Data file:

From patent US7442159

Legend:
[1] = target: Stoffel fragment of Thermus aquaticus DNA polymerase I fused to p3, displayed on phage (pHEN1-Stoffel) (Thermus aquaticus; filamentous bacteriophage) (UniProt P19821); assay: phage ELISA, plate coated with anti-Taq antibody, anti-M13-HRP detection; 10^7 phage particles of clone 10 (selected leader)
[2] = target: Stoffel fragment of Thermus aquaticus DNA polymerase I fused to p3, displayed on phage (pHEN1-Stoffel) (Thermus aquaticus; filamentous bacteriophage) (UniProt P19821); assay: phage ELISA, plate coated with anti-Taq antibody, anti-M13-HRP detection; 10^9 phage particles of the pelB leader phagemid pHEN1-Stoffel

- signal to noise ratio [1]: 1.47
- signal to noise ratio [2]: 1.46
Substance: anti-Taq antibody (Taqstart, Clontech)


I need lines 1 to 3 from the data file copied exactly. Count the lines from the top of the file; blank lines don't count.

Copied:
From patent US7442159

Legend:
[1] = target: Stoffel fragment of Thermus aquaticus DNA polymerase I fused to p3, displayed on phage (pHEN1-Stoffel) (Thermus aquaticus; filamentous bacteriophage) (UniProt P19821); assay: phage ELISA, plate coated with anti-Taq antibody, anti-M13-HRP detection; 10^7 phage particles of clone 10 (selected leader)